This is a boost to every skill-position player on the team fantasy-wise.
Jerick McKinnon, RB, San Francisco 49ers
Speaking of the Vikings, the San Francisco 49ers and head coach Kyle Shanahan swooped in and snagged former Vikings running back Jerick McKinnon on a deal that will pay him $7.5 million annually over four years.
That's big money for a running back, so it's clear the 49ers plan to use McKinnon early and often.
With fellow running back Carlos Hyde now with the Cleveland Browns, McKinnon is set up to be the Niners' featured back.
However, there is some pause when it comes to McKinnon.
Over his career, McKinnon has never carried the ball more than 159 times in a season. Granted, he's only entering his fifth season, but over the past two seasons, he has averaged under four yards per carry.
The Vikings never committed to McKinnon, who once lost his role to plodder Matt Asiata, but the change of scenery could help the 2014 third-round pick.
Look at this comparison:
Player A: 5'9", 205 pounds, 4.41 40-yard dash time
Player B: 5'9", 206 pounds, 4.58 40-yard dash time
While these are only a few stats, can you guess the players?
Player A is McKinnon. Player B is Atlanta Falcons running back Devonta Freeman.
Why is this important? Well, Shanahan made Freeman into a stud fantasy running back during his time with the Atlanta Falcons, and McKinnon fits that same mold.
With Jimmy Garoppolo under center and Shanahan coaching up the offense, McKinnon has a chance to shine.
This is the best landing spot for him to tap into that all-world athleticism. If anyone can make McKinnon a featured back, it's Shanahan.
Allen Robinson, WR, Chicago Bears
After he wasn't franchise-tagged by the Jacksonville Jaguars, wide receiver Allen Robinson was locked down by the Chicago Bears on a three-year, $42 million deal, providing a promising No. 1 wide receiver for second-year quarterback Mitchell Trubisky.
The team also added tight end Trey Burton and wide receiver Taylor Gabriel.
In 2017, Trubisky had a makeshift receiver corps at best, featuring guys like Kendall Wright, Dontrelle Inman and Josh Bellamy.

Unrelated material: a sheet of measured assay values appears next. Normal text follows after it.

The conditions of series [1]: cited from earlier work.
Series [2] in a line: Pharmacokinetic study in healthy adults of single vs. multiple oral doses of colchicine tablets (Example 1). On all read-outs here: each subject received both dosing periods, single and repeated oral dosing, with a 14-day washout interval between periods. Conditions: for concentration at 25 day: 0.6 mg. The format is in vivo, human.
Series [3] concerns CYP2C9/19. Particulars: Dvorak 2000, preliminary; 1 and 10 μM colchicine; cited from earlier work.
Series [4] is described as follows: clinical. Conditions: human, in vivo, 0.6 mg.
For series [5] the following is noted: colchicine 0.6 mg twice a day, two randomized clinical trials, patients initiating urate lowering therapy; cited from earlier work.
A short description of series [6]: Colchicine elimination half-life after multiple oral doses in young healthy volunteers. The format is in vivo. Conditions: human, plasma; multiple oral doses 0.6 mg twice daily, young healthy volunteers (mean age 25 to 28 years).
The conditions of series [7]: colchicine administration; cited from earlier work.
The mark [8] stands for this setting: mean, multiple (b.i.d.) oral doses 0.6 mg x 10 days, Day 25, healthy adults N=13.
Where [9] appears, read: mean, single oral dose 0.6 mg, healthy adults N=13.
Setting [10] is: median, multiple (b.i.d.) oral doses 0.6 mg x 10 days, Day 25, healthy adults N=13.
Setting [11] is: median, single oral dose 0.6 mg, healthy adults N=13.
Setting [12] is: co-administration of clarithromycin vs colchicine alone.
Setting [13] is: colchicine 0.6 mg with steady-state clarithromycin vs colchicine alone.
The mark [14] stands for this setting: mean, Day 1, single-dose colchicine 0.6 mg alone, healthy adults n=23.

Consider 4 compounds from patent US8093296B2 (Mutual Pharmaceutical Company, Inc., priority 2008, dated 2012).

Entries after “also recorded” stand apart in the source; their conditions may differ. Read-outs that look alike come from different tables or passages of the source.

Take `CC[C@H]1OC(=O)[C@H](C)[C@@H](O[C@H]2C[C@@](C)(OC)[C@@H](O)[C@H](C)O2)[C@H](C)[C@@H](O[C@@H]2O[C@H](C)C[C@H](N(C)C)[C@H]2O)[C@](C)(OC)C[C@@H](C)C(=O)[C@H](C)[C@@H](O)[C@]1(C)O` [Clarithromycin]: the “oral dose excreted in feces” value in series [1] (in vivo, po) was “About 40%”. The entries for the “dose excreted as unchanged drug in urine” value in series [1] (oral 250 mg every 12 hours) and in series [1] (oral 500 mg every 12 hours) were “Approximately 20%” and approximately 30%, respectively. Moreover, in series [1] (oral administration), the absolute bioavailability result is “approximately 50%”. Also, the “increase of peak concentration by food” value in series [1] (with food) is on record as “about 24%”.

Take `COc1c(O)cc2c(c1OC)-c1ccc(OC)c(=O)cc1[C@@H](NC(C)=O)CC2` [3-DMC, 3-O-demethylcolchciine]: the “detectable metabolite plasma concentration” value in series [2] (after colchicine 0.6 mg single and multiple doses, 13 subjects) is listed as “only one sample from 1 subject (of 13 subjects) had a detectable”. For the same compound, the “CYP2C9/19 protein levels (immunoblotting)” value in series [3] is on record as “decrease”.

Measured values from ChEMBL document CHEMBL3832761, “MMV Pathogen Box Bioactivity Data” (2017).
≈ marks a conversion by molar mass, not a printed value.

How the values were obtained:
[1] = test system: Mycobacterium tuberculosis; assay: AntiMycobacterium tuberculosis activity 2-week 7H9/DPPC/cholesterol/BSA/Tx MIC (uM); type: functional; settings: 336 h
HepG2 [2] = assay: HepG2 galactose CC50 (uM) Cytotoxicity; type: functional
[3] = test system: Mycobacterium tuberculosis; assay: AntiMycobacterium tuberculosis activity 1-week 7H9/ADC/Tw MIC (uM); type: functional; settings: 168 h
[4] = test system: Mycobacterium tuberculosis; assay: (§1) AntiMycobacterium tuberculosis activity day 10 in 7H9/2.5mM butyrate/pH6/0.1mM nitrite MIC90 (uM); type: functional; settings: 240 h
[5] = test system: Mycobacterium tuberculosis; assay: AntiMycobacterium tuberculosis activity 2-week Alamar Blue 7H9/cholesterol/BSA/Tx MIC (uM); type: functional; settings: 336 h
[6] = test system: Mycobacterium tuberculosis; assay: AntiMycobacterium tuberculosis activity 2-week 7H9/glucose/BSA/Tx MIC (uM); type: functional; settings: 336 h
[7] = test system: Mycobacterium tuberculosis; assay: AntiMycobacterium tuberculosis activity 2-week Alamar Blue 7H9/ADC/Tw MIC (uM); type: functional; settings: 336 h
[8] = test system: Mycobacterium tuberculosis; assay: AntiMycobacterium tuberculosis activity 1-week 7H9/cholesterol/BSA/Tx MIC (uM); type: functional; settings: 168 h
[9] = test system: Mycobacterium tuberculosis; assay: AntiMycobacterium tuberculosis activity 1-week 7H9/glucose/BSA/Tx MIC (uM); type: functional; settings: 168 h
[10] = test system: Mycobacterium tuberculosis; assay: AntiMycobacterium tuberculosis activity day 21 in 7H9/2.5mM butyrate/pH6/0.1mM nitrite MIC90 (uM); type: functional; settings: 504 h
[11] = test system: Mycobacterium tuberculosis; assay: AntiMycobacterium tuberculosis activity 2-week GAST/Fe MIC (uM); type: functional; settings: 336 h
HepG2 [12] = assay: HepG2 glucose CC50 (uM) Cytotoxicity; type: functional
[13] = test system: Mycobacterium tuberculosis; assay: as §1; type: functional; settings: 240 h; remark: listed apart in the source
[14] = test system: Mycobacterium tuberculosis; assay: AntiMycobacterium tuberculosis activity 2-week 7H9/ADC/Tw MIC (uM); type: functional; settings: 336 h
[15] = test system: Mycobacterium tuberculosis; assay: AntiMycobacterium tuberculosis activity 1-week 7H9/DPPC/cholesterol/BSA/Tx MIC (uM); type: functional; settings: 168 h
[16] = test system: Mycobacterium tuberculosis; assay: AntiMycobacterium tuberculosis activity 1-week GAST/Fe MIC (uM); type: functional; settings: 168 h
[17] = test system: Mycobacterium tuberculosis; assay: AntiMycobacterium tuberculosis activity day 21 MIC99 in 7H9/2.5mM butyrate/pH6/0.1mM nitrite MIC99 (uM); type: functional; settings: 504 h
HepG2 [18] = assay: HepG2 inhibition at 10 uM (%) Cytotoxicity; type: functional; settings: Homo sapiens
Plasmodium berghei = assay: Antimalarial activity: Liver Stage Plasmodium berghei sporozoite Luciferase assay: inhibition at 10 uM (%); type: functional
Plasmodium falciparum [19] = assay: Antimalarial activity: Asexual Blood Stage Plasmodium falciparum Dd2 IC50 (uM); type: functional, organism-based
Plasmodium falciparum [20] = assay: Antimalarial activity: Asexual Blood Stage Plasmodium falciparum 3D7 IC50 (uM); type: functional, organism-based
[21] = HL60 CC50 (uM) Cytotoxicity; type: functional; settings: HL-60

Wide receivers Kevin White and Cameron Meredith were injured before Trubisky had a chance to work with them, and tight end Zach Miller suffered a gruesome injury against the New Orleans Saints, so Trubisky had a tall order in front of him.
Even with the new acquisitions, it's clear we are going to see a ton of targets headed Robinson's way in 2018.
Mike Clay of ESPN has a projected stat line for Robinson of 141 targets, 75 receptions, 1,053 yards and seven touchdowns.
That puts Robinson's catch rate at around 53 percent, which is similar to Cincinnati Bengals wide receiver A.J. Green's in 2017, but considering we're not sure what to make of Trubisky, that's OK.
This also accounts for more than 14 yards per catch.
Using this same model Clay has, if Robinson is able to corral 60 percent of his targets—which is about 10 more catches—that adds 140 more yards to his total.
This is all speculation, but either way, Robinson is in for a stellar year with Chicago regardless of all the other weapons the Bears brought in.
More targets equate to more chances, and Robinson is used to being targeted that much—he saw 151 targets in both 2015 and 2016.
Draft Robinson, and don't worry about the ACL injury from last season.